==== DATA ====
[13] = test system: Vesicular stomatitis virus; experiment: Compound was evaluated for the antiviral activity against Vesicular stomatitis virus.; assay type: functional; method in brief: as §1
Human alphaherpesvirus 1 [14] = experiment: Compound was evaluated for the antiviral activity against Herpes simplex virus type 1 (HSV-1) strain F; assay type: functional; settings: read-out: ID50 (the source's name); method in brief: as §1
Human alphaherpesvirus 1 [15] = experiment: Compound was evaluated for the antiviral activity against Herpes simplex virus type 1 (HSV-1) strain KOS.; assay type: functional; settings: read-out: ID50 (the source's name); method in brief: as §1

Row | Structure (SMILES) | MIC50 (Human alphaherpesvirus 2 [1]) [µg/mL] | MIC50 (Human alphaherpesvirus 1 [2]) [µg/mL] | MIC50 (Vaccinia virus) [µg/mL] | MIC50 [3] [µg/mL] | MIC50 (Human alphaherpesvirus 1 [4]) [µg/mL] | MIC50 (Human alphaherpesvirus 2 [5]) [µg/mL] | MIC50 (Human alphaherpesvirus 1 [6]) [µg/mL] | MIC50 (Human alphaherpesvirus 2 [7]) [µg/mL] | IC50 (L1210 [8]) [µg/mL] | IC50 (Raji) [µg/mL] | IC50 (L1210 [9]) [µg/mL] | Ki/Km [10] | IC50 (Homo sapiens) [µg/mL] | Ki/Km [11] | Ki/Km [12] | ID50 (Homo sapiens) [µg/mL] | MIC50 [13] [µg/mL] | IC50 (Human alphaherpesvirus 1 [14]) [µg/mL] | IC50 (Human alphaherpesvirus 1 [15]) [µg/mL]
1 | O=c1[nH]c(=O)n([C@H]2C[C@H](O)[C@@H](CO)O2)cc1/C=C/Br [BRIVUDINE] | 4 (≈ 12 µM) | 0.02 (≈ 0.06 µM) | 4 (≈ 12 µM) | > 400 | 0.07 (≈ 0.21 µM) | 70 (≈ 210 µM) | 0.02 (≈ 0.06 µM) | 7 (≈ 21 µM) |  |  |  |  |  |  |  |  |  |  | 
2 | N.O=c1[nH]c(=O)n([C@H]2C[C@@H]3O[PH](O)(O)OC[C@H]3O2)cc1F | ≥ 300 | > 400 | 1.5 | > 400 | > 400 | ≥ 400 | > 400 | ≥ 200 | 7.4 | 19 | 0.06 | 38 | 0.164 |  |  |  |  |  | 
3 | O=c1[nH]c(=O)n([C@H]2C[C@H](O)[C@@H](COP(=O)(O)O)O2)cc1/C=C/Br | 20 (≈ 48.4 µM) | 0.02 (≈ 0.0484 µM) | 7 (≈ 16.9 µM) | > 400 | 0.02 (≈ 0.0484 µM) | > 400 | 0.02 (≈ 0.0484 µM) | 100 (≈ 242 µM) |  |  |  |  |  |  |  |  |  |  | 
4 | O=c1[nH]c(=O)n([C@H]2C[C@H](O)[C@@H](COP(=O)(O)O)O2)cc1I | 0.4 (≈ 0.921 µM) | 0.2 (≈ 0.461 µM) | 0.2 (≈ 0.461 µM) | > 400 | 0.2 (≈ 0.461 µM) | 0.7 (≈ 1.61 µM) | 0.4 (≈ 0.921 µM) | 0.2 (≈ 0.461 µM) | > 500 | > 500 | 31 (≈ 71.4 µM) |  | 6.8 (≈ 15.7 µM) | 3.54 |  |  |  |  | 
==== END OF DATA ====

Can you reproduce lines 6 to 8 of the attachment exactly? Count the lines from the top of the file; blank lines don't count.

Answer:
2 | N.O=c1[nH]c(=O)n([C@H]2C[C@@H]3O[PH](O)(O)OC[C@H]3O2)cc1F | ≥ 300 | > 400 | 1.5 | > 400 | > 400 | ≥ 400 | > 400 | ≥ 200 | 7.4 | 19 | 0.06 | 38 | 0.164 |  |  |  |  |  | 
3 | O=c1[nH]c(=O)n([C@H]2C[C@H](O)[C@@H](COP(=O)(O)O)O2)cc1/C=C/Br | 20 (≈ 48.4 µM) | 0.02 (≈ 0.0484 µM) | 7 (≈ 16.9 µM) | > 400 | 0.02 (≈ 0.0484 µM) | > 400 | 0.02 (≈ 0.0484 µM) | 100 (≈ 242 µM) |  |  |  |  |  |  |  |  |  |  | 
4 | O=c1[nH]c(=O)n([C@H]2C[C@H](O)[C@@H](COP(=O)(O)O)O2)cc1I | 0.4 (≈ 0.921 µM) | 0.2 (≈ 0.461 µM) | 0.2 (≈ 0.461 µM) | > 400 | 0.2 (≈ 0.461 µM) | 0.7 (≈ 1.61 µM) | 0.4 (≈ 0.921 µM) | 0.2 (≈ 0.461 µM) | > 500 | > 500 | 31 (≈ 71.4 µM) |  | 6.8 (≈ 15.7 µM) | 3.54 |  |  |  |  | 